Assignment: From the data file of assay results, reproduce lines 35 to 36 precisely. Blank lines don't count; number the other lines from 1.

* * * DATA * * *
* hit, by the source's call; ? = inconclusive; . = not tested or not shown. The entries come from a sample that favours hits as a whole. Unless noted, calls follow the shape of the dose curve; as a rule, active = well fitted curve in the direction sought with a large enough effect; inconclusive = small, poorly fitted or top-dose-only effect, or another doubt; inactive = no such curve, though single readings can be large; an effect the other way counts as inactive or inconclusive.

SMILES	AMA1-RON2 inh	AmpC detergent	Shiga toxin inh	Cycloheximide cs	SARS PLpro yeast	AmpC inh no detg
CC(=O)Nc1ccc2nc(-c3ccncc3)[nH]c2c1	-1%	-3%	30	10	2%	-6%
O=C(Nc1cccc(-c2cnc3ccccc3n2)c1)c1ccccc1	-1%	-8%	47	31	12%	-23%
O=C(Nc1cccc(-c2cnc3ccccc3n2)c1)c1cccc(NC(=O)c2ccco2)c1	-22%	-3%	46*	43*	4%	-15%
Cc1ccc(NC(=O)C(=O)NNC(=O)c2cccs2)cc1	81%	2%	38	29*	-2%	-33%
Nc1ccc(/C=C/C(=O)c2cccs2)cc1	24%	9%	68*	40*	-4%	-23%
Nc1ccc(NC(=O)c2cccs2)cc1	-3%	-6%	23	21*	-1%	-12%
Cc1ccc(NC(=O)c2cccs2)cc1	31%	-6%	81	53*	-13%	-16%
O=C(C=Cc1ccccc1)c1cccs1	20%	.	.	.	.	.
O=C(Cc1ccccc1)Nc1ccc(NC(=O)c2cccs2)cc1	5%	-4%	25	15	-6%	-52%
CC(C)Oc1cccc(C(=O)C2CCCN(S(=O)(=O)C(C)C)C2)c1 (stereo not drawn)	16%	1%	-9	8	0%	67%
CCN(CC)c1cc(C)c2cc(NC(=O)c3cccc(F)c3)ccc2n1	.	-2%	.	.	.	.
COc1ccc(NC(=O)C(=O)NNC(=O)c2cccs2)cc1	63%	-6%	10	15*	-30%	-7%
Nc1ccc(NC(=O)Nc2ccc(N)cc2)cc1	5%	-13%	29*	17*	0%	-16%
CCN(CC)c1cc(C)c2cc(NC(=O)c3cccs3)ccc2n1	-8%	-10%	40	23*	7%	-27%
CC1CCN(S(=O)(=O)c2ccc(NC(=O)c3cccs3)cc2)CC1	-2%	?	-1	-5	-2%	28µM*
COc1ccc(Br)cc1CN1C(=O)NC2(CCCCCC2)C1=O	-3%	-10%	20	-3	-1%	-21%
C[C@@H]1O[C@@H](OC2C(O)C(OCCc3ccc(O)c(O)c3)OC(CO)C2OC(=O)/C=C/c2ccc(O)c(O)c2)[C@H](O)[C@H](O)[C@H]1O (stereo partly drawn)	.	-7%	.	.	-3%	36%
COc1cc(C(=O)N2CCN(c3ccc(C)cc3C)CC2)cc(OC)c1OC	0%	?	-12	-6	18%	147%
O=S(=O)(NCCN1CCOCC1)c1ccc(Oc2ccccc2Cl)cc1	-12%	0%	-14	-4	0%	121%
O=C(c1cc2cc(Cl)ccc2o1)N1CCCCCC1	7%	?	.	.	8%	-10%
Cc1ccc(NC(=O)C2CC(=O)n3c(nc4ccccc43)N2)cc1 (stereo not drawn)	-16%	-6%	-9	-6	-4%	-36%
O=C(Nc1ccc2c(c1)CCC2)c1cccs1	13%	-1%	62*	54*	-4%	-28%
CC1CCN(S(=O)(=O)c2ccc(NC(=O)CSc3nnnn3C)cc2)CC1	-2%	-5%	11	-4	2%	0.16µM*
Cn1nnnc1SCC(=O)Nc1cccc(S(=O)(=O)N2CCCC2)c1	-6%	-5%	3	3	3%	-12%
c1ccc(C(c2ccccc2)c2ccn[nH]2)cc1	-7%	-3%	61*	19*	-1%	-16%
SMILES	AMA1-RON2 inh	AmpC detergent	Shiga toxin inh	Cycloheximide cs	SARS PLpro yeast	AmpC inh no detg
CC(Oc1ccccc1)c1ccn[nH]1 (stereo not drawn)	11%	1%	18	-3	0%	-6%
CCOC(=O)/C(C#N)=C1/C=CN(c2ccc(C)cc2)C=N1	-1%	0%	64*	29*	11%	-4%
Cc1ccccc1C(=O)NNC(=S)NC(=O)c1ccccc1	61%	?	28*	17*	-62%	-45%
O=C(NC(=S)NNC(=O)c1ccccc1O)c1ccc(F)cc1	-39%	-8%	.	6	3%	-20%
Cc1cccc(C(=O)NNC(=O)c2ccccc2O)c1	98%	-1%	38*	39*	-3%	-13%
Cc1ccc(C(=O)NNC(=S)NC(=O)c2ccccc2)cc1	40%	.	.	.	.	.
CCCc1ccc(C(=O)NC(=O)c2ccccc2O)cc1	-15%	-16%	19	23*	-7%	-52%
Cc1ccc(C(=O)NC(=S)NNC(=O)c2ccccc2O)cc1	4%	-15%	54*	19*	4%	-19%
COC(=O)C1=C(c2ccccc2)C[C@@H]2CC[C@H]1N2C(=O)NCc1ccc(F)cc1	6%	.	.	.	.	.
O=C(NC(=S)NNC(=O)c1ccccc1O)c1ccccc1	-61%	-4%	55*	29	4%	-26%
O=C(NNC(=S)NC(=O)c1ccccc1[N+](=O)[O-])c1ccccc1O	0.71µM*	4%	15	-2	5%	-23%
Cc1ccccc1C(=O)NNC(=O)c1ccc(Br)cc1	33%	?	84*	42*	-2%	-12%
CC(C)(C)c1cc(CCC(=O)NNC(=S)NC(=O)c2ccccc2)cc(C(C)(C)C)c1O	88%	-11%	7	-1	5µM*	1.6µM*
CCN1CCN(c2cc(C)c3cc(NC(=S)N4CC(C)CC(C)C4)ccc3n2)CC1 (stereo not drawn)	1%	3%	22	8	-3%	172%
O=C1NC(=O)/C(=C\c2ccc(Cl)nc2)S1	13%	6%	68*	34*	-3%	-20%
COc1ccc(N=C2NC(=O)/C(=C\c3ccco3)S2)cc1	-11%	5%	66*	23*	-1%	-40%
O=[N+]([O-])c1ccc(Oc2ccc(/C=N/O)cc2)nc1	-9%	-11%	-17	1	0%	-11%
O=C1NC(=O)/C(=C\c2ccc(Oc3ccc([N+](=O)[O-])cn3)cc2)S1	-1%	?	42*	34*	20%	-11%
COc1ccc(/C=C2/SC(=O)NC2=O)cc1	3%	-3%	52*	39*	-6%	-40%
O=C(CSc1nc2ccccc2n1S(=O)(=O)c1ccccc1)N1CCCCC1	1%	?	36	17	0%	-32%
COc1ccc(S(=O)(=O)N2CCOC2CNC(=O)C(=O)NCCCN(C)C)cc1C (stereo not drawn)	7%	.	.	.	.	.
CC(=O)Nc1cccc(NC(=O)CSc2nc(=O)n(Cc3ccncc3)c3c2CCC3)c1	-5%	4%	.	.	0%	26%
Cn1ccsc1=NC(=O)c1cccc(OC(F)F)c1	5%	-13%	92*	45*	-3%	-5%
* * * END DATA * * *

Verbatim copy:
CCCc1ccc(C(=O)NC(=O)c2ccccc2O)cc1	-15%	-16%	19	23*	-7%	-52%
Cc1ccc(C(=O)NC(=S)NNC(=O)c2ccccc2O)cc1	4%	-15%	54*	19*	4%	-19%